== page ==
that "an immense protective power" might assume all responsibility for
everyone’s happiness – provided this power remained "sole agent and judge
of it." This power would "resemble parental authority" and attempt to keep
people "in perpetual childhood" by relieving them "from all the trouble
of thinking and all the cares of living."
Science Battles Alarmist Politics
By Jay Lehr, Ph.D, Environment
& Climate News, May 2009
Climate is an extraordinary account of both the science contradicting the
anthropogenic global warming theory and the fraudulent manner in which
activists have vested themselves in a life-and-death struggle for control
of the future of the human race.
The book focuses primarily
on these experiences in Sweden and Norway, where the alarmists have particular
political clout. Those two countries are on the brink of economic disaster
because of their limitless adherence to the false credos of climate alarmists.
Sows Seeds of Demise
By Dick Morris, The Hill,
April 28, 2009
When the Obama administration
crashes and burns, with approval ratings that fall through the floor, political
scientists can trace its demise to its first hundred days. While Americans
are careful not to consign a presidency they desperately need to succeed
to the dustbin of history, the fact is that this president has moved —
on issue after issue — in precisely the opposite direction of what the
people want him to do.
Right now, Obama’s ratings
must be pleasing to his eye. Voters like him and his wife immensely and
approve of his activism in the face of the economic crisis. While polls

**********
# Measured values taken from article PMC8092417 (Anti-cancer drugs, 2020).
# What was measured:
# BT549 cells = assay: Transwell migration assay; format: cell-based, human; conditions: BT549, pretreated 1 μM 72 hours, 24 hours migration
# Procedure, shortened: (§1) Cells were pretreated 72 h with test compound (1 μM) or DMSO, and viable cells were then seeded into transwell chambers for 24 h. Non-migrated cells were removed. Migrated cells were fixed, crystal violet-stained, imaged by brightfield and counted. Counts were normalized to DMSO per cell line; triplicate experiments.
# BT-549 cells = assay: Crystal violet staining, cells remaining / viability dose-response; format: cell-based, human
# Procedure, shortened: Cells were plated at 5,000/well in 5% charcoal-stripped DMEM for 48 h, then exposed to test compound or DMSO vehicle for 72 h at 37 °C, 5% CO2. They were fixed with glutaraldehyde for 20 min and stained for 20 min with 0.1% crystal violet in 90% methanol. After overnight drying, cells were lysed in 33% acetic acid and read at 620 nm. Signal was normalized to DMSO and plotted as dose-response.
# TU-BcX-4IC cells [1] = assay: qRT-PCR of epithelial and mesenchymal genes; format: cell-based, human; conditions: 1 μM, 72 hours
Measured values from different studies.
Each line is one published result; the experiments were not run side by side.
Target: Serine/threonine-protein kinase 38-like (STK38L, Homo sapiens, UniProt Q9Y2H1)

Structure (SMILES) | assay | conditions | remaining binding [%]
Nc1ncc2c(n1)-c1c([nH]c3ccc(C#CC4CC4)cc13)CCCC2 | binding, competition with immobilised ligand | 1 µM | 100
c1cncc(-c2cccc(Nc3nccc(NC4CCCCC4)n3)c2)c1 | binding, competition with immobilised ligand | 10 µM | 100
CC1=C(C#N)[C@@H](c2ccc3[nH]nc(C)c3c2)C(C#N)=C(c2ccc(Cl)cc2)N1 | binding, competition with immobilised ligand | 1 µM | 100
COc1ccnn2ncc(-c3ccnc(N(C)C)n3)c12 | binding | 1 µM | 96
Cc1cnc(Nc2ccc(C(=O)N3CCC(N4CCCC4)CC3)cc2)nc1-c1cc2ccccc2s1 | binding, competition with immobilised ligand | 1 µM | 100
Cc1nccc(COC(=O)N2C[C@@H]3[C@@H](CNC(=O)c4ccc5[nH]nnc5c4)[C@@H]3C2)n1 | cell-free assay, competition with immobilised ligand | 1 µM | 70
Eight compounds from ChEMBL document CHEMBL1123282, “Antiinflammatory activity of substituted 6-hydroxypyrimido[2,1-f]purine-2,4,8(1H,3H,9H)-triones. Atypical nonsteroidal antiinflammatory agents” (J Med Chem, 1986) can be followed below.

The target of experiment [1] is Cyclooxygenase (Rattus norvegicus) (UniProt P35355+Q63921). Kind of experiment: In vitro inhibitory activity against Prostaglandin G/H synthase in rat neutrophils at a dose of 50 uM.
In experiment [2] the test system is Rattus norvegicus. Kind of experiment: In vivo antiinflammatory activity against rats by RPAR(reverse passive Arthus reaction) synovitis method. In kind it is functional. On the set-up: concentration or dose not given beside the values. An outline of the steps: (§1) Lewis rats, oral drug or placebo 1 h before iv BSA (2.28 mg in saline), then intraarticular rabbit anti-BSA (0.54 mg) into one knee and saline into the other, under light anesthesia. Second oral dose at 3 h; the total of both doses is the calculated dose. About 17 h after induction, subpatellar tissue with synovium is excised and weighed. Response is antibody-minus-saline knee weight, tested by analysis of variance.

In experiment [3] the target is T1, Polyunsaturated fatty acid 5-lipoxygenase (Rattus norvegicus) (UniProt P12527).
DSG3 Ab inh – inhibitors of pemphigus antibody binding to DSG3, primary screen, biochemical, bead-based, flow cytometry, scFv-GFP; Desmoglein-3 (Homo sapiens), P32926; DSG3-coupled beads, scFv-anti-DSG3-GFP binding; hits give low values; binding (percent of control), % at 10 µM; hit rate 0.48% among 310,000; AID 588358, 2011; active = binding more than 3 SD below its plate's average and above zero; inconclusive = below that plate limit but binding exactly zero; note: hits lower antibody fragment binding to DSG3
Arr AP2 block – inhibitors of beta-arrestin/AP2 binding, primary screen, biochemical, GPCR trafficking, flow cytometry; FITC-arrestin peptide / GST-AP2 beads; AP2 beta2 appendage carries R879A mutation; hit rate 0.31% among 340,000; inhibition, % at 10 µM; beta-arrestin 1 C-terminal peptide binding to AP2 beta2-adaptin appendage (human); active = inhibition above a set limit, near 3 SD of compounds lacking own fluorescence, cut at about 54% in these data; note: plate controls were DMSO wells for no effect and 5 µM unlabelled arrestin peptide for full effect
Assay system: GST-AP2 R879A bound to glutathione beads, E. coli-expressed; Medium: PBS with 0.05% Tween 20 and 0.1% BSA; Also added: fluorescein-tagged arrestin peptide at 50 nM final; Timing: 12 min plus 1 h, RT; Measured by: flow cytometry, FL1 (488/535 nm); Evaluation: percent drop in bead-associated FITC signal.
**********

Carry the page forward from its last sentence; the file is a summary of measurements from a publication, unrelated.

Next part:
show big doubts about what he is doing, the overwhelming sense is to let
him have his way and pray that it works.
But beneath this superficial
support, Obama’s specific policies run afoul of the very deeply felt convictions
of American voters. For example, the most recent Rasmussen Poll asked voters
if they wanted an economic system of complete free enterprise or preferred
more government involvement in managing the economy. By 77-19, they voted
against a government role, up seven points from last month.
Choice for the Few
The new do-as-I-say double
By William McGurn, The Wall
Street Journal, May 4, 2009
Some hypocrisies are apparently
more equal than others. If, for example, you are a politician who preaches
"traditional values" and you get caught in a hotel with a woman who is
not your wife, the press is going to have a field day with your tartuffery.
If, however, you are a pol
who piously tells inner-city families that public schools are the answer
-- and you do this while safely ensconcing your own kids in some private
haven -- the press corps mostly winks.